Documented evidence that Russia did anything of this nature which resulted in electing Trump would require showing that some false story, not the true ones on Wikileaks, but a false story on say RT, or even other lesser known sources, was so effective that it changed public opinion sufficiently to account for Trump’s election. No candidate for such a story has been advanced.  More important, no polling data has been offered to show that enough people to elect Trump did not vote for Clinton because of some such fake news issue.

The truth is that there was only one example of such provably fake news important enough to cause Trump to win the election. I wrote an article on that fake news in Huffington Post before the 2016 primary season. I was motivated to write the article to counter the mass media’s blatant and pervasive misrepresentation of Bernie Sanders as not a serious candidate amidst their combination of attacks on and deliberate neglect of him. That article warned in its title “That Democrats Underrate Sanders’ Superior Electability at Their Peril.”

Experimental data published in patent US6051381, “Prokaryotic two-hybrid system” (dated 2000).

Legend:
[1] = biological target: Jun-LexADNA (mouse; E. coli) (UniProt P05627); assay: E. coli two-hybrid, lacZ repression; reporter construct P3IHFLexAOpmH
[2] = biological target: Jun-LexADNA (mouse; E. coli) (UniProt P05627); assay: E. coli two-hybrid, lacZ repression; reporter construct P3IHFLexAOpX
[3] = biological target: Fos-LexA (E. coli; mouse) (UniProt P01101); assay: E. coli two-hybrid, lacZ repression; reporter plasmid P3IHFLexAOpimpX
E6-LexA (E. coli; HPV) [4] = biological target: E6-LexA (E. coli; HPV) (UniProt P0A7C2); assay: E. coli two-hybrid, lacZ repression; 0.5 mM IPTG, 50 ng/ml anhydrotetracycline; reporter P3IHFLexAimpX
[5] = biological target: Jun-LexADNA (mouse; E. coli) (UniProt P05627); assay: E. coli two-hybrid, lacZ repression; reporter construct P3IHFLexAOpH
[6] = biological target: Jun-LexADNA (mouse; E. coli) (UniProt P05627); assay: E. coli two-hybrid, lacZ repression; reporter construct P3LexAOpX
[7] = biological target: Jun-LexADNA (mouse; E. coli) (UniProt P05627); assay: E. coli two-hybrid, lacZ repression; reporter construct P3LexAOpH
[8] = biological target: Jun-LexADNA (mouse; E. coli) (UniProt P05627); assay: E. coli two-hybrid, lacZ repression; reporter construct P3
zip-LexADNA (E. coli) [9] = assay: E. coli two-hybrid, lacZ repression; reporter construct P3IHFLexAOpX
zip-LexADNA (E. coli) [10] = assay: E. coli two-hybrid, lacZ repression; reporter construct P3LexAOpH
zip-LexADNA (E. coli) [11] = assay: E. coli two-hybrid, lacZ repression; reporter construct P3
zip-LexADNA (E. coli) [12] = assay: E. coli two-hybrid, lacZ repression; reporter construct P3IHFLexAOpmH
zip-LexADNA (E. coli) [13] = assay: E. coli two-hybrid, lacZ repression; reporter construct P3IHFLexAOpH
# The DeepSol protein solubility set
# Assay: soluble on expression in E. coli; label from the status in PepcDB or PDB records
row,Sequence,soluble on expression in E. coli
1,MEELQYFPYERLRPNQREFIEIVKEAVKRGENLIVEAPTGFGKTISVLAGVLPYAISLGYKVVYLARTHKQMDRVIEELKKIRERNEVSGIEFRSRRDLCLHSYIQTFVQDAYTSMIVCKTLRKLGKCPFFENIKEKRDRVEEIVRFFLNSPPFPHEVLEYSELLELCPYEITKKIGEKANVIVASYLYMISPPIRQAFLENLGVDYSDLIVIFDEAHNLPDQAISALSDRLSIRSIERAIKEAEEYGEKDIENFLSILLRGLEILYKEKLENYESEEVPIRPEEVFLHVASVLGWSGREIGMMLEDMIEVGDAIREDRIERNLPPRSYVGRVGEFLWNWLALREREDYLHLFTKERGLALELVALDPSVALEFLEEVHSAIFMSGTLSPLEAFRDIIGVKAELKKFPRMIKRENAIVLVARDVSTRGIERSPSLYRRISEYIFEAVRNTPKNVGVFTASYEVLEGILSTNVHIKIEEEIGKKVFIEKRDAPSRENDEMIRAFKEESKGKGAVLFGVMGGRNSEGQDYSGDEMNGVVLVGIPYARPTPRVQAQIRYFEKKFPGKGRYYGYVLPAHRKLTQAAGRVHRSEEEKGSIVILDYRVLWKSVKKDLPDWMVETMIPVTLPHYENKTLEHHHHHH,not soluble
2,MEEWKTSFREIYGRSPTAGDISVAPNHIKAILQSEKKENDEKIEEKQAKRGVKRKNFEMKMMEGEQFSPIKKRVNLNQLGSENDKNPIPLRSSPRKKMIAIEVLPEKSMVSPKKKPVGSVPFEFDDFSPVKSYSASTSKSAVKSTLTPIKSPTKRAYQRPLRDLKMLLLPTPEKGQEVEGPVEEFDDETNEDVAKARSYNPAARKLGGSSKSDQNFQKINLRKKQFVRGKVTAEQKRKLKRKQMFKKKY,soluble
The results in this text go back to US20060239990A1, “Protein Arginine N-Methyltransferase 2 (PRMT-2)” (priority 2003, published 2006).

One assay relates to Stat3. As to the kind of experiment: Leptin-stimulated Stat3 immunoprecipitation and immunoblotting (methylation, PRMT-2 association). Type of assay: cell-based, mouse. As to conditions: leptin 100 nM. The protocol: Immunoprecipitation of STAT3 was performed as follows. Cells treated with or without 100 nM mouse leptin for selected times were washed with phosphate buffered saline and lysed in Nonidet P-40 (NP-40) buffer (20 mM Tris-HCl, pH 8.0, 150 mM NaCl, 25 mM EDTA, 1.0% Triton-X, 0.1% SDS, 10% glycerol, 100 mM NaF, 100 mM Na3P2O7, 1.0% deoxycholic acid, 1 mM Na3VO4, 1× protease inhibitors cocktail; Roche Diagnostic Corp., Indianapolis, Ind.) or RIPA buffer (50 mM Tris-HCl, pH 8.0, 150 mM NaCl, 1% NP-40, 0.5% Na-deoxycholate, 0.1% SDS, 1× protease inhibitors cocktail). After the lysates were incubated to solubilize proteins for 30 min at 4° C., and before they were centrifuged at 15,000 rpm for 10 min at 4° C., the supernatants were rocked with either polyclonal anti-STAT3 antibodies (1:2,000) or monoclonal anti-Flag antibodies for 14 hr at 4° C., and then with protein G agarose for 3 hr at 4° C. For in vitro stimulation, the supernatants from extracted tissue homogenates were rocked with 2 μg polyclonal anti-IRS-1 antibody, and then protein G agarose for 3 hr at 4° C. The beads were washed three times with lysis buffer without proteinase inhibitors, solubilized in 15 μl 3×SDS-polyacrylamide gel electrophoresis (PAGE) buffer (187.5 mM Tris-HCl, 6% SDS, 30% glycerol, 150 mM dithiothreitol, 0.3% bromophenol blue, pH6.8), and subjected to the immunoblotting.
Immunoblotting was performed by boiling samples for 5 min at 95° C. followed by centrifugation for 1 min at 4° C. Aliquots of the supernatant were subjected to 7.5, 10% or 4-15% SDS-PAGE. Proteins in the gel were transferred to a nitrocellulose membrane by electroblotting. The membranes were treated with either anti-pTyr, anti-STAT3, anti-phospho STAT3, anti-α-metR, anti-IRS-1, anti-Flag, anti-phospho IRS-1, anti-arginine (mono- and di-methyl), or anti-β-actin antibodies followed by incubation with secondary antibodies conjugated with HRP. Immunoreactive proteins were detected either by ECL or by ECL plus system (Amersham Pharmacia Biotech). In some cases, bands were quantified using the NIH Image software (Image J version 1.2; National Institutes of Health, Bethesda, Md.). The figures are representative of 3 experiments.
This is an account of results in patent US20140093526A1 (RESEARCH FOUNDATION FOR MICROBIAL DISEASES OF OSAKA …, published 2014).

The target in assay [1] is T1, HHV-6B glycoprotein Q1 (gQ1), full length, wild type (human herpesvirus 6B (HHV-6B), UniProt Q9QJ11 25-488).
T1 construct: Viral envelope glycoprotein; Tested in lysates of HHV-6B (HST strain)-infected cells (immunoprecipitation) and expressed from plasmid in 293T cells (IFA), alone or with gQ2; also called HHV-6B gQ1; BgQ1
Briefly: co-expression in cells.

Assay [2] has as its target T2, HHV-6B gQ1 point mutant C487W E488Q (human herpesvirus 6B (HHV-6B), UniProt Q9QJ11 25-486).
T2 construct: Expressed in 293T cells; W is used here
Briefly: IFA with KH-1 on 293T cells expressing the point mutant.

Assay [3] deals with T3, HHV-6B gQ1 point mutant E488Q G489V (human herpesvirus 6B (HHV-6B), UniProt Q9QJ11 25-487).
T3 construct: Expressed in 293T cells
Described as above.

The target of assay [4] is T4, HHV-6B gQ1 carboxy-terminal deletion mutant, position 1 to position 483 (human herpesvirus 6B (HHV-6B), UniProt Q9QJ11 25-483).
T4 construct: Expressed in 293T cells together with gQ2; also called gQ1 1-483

The article reported polling data showing that the Independent plurality of voters, who were barred from voting in many Democratic closed primaries but who do vote in general elections, favored Bernie Sanders by 36% over Clinton. This explained why other polls consistently showed Sanders to be a likely winner against any Republican, while leaving Clinton only a toss-up chance in November.

At the same time, polling also showed Democrats to be unaware of that fact. On the big “electability” question, 38% more Democrats thought Clinton “would have a good chance of defeating the Republican nominee” (87%) than would Sanders. Because Clinton was found very unlikeable and untrustworthy compared to Sanders, electability was a serious factor for many voters. I wrote: “Democratic voters thus have it exactly backwards. … Democrats are not just misinformed, but grossly misinformed, about the key issue of whether Clinton or Sanders will more likely win against Republicans.” One labor leader, ”with a special nod to NBC/MSNBC,” alleged the existence of a well-funded effort to “consciously mislead” Democrats into believing “that [Sanders] cannot win.”  Polls prove that they were effective in purveying the fake news that Clinton was more electable.